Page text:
Crassus' Crusade Against Spartacus

A Roman politician and former general under Lucius Cornelius Sulla, a powerful and distinguished Roman general, Crassus was the wealthiest man in Rome. Crassus offered to prepare and train new troops with his own finances, strategically setting himself up for political maneuvering if he were to return to Rome successful. Crassus took his troops to "the borders of Picenum, expecting to receive an attack of Spartacus… Mummius, however, at the first promising opportunity, gave battle and was defeated." Following this decisive moment, when Crassus' best legate (a general in the Roman army born of the senatorial class) saw failure and lost many of Crassus' men, Crassus himself led his armies against Spartacus.

One of the great mysteries of Spartacus begins here, as it appears Spartacus was leading his men back into southern Italy for unknown reasons after having just beaten Publicola out of Gaul. He went instead to the sea with the intent to take Sicily, according to Plutarch, by starting another servile war there. Spartacus bargained with the Cilician pirates to take him and his men across to the island, thereby also escaping the efforts of Crassus. Instead, he was betrayed for his money and left behind.

Around this time, the wars in Hispania and Pontus were coming to an end, both Roman successes. In 71 BCE, the successful general Gnaeus Pompeius Magnus (‘Pompey the Great’) returned to Rome and took an interest in Spartacus' uprising.
According to Appian, Pompey was asked by the Roman Senate to provide backup for Crassus' army, as they believed the threat of Spartacus was still growing and Crassus wasn't yielding the best results quickly enough. Because of this second, and somewhat more fearsome legionary threat, Spartacus attempted to reach an agreement with Crassus to avoid complete decimation. Crassus, however, aware of the prestige that would come with defeating Spartacus, wanted the glory for himself as much as he wanted to ensure Pompey wouldn't obtain it. He rebuffed Spartacus' proposal, choosing to take his chances with continued war.

In the wake of this denial, Spartacus attempted to flee a final time to Brundusium with Crassus hot on his tail. However, upon Spartacus' arrival, he learned that the general who had led and defeated Mithridates, Lucullus, was present in the same region, having also returned from war and summoned as reinforcements. Caught between two powerful Roman military leaders, Spartacus and his men took a last stand in 71 BCE, choosing to face Crassus' army over Lucullus'. With half of his army dead or captured from attempting to attack Crassus on their own, Spartacus and his remaining men faced Crassus's army by the River Sele for one final battle.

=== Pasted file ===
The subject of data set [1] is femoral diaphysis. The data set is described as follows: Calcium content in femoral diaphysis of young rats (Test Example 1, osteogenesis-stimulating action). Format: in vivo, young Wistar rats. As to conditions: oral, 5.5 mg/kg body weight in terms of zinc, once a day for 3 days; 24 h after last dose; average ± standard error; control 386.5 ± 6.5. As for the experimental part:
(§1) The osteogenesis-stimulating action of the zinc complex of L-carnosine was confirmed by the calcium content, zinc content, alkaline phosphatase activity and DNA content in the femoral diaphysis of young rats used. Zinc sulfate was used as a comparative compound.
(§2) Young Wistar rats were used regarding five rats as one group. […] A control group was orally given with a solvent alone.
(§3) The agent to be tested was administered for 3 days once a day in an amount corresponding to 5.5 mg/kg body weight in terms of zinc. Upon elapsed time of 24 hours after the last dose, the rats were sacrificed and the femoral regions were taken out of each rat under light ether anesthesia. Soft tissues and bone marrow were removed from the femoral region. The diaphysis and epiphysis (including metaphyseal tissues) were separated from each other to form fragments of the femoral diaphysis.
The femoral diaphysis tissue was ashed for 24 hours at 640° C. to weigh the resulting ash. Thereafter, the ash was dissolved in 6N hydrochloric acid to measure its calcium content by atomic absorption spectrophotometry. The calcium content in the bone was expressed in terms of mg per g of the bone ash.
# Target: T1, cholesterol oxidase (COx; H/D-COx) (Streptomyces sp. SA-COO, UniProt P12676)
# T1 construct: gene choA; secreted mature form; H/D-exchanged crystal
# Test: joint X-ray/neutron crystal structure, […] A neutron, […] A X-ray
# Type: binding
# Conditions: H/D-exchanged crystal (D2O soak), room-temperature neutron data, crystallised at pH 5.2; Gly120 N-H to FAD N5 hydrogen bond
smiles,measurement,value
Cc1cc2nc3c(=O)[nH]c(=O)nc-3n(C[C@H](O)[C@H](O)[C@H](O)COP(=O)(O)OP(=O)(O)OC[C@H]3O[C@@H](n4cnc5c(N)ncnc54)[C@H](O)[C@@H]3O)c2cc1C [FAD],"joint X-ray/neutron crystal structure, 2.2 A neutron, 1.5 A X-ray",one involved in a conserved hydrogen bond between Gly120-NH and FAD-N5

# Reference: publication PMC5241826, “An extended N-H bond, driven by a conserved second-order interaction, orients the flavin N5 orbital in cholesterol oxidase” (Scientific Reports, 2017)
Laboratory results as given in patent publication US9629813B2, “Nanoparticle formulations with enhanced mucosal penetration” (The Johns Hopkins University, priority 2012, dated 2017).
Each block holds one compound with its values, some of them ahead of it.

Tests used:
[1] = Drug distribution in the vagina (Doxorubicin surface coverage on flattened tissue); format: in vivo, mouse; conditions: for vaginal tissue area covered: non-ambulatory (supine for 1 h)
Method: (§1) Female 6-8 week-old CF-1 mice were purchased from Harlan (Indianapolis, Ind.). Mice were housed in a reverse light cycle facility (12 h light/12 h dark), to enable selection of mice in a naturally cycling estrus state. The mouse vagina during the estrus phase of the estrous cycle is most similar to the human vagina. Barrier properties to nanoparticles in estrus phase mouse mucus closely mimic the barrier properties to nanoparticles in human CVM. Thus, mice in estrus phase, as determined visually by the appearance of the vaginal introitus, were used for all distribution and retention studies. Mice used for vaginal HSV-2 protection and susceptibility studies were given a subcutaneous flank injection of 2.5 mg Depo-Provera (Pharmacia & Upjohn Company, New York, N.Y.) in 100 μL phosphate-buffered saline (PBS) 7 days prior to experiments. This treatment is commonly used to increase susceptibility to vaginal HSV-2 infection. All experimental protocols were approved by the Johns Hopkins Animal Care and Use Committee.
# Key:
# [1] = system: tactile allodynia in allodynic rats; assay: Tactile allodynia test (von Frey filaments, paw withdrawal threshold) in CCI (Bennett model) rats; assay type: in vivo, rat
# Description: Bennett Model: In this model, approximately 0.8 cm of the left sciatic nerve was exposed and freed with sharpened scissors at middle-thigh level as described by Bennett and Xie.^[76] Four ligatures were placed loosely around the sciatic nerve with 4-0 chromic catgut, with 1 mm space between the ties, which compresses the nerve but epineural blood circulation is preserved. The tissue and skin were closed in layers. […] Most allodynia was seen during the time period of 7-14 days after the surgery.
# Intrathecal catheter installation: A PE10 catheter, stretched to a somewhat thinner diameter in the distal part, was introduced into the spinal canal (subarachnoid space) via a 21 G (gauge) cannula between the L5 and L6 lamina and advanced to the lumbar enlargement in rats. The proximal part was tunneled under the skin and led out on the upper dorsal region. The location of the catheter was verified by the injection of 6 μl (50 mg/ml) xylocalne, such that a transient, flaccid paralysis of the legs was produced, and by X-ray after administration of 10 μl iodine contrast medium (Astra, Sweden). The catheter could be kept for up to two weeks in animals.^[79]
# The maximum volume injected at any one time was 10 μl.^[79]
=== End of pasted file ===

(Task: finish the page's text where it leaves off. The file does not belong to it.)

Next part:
The Death of Spartacus, Hermann Vogel, 1882. (Public Domain)

There is little written record about the battle itself, especially as the story of the war was undoubtedly skewed by the victorious leader Crassus on his return to Rome. It is generally believed that Spartacus died on the battlefield among his comrades.
Appian claims that Spartacus "was wounded in the thigh with a spear and sank upon his knee, holding his shield in front of him…until he and the great mass of those with him were surrounded and slain." Though Spartacus' body was not recovered to the knowledge of modern scholars, it is generally agreed by the ancient sources that he did indeed die on the battlefield. His surviving men were taken by Crassus, and all 6,000 were crucified along the Appian Way as symbols of his victory and warnings to any other slaves who dared risk challenging the Roman state. Spartacus may have been a skillful warrior with numerous defeats of Roman troops on his record, but at the end of the Third Servile War it was the Romans who endured - a matter that Crassus did not want to be easily forgotten.



6,000 of Spartacus' followers were crucified between Rome and Capua. Fyodor Bronnikov, 1877. (Public Domain)

What was Spartacus Fighting For?

What remains most interesting about Spartacus, aside from the curiosities about his historical beginnings and his exact moment of death, were his motivations. Many would like to believe Spartacus led his revolt in an effort to stop slavery and the inhumane gladiatorial games altogether. But Spartacus' actions, and those of his men, were much less noble. Much of their time was spent plundering cities and the countryside, and it is believed he wanted to go to Sicily to pillage their riches as much as start another rebellion there. This may not be the case, however, and the plundering and looting may have been intended to keep up morale and restore much of the wealth that many of the slaves had lost. There is a theory that he had been attempting to return many of the men to their homes—accounting for his sudden turn back to southern Italy not long before his death. But neither theory has been recorded by any of the ancient scholars who have written extensively on the subject.

Nevertheless, Spartacus remains an intriguing character for modern historians and classicists to examine. His motives are at the heart of many analyses, but his revolt against Rome still stands as one of the most successful rebellions recorded. Furthermore, if not for the victory of Crassus over Spartacus, much of the beginnings of the Roman Empire might have been different as well. Spartacus' revolt is a highlight of the history of Rome, but the impact of his rebellion is much more far-reaching than realized at first glance.

Featured image: A mosaic depicting gladiators (Source)

References

  • Appian "Civil Wars." Penelope: University of Chicago. June 20, 2013. Accessed October 31, 2014. http://penelope.uchicago.edu/Thayer/E/Roman/Texts/Appian/Civil_Wars/1*.html#120.
  • Appian. Roman History, Vol. II, Books 8.12-12. Translated by Horace White. (Harvard University Press: Harvard, 1912.)
  • Florus. Epitome of Roman History (London: W. Heinemann, 1947.)
  • Fox, Robin Lane. The Classical World: An Epic History from Homer to Hadrian (New York: Basic Books, 2006.)
  • Plutarch. Fall of the Roman Republic. Translated by R. Warner. (London: Penguin Books, 1972.)
  • Sallust. The histories, Vol.2, Books iii-v. Translated by Patrick McGushin (Oxford: Oxford University Press, 1994.)
By Ryan Stone